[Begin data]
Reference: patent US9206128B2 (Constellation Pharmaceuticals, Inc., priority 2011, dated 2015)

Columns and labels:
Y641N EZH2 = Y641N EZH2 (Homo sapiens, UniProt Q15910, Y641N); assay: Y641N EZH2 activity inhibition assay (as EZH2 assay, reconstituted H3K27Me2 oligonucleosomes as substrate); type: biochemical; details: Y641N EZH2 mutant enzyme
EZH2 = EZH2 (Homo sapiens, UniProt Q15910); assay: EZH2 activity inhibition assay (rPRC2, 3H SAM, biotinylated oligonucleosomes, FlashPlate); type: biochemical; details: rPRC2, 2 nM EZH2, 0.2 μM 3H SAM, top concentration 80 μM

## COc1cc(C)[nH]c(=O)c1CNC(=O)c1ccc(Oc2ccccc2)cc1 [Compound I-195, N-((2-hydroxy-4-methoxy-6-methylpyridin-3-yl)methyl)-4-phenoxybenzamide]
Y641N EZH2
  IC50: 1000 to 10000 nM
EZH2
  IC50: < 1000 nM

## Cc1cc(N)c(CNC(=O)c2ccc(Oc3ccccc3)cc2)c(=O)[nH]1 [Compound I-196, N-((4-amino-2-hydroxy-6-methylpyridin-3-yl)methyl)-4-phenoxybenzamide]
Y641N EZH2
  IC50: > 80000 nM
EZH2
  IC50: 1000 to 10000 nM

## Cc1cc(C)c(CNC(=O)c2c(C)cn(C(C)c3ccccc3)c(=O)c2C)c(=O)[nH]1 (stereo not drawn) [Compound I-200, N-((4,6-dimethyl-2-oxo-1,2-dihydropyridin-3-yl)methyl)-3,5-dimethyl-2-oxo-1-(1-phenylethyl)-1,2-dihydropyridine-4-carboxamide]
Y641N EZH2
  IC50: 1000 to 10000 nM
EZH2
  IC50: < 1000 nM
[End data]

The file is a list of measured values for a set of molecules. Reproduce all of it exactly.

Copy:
Reference: patent US9206128B2 (Constellation Pharmaceuticals, Inc., priority 2011, dated 2015)

Columns and labels:
Y641N EZH2 = Y641N EZH2 (Homo sapiens, UniProt Q15910, Y641N); assay: Y641N EZH2 activity inhibition assay (as EZH2 assay, reconstituted H3K27Me2 oligonucleosomes as substrate); type: biochemical; details: Y641N EZH2 mutant enzyme
EZH2 = EZH2 (Homo sapiens, UniProt Q15910); assay: EZH2 activity inhibition assay (rPRC2, 3H SAM, biotinylated oligonucleosomes, FlashPlate); type: biochemical; details: rPRC2, 2 nM EZH2, 0.2 μM 3H SAM, top concentration 80 μM

## COc1cc(C)[nH]c(=O)c1CNC(=O)c1ccc(Oc2ccccc2)cc1 [Compound I-195, N-((2-hydroxy-4-methoxy-6-methylpyridin-3-yl)methyl)-4-phenoxybenzamide]
Y641N EZH2
  IC50: 1000 to 10000 nM
EZH2
  IC50: < 1000 nM

## Cc1cc(N)c(CNC(=O)c2ccc(Oc3ccccc3)cc2)c(=O)[nH]1 [Compound I-196, N-((4-amino-2-hydroxy-6-methylpyridin-3-yl)methyl)-4-phenoxybenzamide]
Y641N EZH2
  IC50: > 80000 nM
EZH2
  IC50: 1000 to 10000 nM

## Cc1cc(C)c(CNC(=O)c2c(C)cn(C(C)c3ccccc3)c(=O)c2C)c(=O)[nH]1 (stereo not drawn) [Compound I-200, N-((4,6-dimethyl-2-oxo-1,2-dihydropyridin-3-yl)methyl)-3,5-dimethyl-2-oxo-1-(1-phenylethyl)-1,2-dihydropyridine-4-carboxamide]
Y641N EZH2
  IC50: 1000 to 10000 nM
EZH2
  IC50: < 1000 nM